From predicting to forecasting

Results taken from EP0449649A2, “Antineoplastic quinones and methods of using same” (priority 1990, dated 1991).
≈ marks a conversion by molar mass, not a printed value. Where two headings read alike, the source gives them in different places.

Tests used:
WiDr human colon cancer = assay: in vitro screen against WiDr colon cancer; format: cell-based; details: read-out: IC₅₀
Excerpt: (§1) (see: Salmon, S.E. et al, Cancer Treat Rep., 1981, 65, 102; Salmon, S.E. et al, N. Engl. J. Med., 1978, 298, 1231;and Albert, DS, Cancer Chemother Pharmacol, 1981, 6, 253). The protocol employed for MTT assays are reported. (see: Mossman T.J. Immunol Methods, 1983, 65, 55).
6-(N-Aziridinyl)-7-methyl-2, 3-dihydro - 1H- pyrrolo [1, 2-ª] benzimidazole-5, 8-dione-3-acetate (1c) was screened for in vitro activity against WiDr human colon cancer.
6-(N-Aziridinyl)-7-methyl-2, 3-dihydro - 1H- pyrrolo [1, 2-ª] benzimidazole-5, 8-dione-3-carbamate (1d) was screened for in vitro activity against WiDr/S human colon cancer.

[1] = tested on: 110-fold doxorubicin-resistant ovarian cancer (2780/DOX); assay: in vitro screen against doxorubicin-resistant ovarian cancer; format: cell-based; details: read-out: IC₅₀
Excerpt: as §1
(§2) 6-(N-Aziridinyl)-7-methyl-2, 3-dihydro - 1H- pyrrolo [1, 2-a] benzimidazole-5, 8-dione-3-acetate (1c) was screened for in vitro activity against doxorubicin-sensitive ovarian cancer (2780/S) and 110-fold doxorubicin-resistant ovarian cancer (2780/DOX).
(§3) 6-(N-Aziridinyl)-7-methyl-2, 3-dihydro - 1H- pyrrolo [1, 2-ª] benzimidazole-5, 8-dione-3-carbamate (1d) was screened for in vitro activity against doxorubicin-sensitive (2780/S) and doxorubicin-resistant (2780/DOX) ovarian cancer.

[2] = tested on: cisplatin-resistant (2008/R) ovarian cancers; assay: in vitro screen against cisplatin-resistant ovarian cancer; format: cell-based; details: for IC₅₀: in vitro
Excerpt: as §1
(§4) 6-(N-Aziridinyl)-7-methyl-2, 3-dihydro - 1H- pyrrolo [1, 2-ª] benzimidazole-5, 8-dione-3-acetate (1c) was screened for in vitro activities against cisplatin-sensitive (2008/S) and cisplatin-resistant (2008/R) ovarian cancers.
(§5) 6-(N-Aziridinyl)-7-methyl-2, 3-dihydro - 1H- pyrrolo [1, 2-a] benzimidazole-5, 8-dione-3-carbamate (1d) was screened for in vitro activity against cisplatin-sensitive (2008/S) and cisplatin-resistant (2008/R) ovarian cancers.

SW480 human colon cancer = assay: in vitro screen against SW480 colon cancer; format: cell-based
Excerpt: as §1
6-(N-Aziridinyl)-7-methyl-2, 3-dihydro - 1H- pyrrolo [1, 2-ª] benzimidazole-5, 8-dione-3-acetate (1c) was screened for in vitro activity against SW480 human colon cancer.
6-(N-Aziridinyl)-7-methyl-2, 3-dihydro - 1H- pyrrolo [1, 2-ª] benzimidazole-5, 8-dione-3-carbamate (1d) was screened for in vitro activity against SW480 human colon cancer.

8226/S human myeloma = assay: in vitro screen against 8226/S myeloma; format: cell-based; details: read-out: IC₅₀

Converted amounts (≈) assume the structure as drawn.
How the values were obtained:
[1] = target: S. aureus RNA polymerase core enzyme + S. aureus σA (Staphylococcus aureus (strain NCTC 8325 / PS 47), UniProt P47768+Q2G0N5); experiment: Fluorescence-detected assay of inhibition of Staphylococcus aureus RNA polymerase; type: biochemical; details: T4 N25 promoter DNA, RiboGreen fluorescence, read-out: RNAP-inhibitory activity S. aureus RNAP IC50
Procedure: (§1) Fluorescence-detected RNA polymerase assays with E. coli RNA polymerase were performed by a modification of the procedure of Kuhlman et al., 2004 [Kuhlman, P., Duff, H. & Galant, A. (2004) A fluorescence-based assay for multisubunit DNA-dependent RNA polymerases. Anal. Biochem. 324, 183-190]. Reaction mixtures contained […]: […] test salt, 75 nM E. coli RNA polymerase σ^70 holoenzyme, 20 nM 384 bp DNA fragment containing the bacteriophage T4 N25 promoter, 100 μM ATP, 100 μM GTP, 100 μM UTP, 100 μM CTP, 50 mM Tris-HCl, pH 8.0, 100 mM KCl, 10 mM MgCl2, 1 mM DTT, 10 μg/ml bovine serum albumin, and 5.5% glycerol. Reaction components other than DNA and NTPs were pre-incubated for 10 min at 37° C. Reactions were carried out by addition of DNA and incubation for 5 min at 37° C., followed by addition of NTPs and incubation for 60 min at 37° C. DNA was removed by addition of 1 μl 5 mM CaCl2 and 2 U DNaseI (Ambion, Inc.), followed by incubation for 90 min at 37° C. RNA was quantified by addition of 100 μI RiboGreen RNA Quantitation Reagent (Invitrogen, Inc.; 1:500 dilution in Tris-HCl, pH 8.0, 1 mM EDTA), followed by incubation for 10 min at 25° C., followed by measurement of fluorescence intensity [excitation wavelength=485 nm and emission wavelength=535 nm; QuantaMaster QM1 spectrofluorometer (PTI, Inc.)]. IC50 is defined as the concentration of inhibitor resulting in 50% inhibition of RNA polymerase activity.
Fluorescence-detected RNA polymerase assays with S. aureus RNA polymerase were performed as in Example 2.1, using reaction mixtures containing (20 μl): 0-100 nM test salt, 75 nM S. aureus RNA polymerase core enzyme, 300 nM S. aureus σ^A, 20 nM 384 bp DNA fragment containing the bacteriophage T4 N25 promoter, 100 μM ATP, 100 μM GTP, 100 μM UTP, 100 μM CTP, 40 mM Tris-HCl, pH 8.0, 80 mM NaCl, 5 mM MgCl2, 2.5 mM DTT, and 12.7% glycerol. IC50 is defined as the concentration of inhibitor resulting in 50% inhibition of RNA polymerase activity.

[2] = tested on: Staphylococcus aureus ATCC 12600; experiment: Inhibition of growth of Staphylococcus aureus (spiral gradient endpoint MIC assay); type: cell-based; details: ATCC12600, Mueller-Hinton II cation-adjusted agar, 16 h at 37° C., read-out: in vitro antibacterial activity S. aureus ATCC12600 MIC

This chapter looks at specific cultural and political contexts that give rise to particular forms of anticipatory practices and modalities, providing insights into the ‘who, what, when, where, why, and how’ of creating and assembling future knowledge. The chapter first looks at literature describing the socio-political context in which future methodologies are situated, paying particular attention to the multifaceted concept of ‘risk’ and its nemesis ‘uncertainty’. When comparing the various ways in which these risks can be analysed, it is noteworthy that the term ‘scenario’ is used with high frequency, yet in very diverse settings and methodologies. By clustering different ways of using scenarios, the chapter then identifies two ideal-types of forward reasoning: predicting and forecasting. Predicting is done with the help of risk assessment, a backward looking method that relies on statistics to calculate the probabilities of an event. This is used in cases where uncertainty seems low, manageable or unimportant. Forecasting on the other hand is based on narrative forms of imagining possible and desirable futures. It is used when uncertainty is foregrounded. The third section of the chapter looks at the larger context of using different forms of anticipatory practices, linking knowledge creation processes to the politics of using knowledge.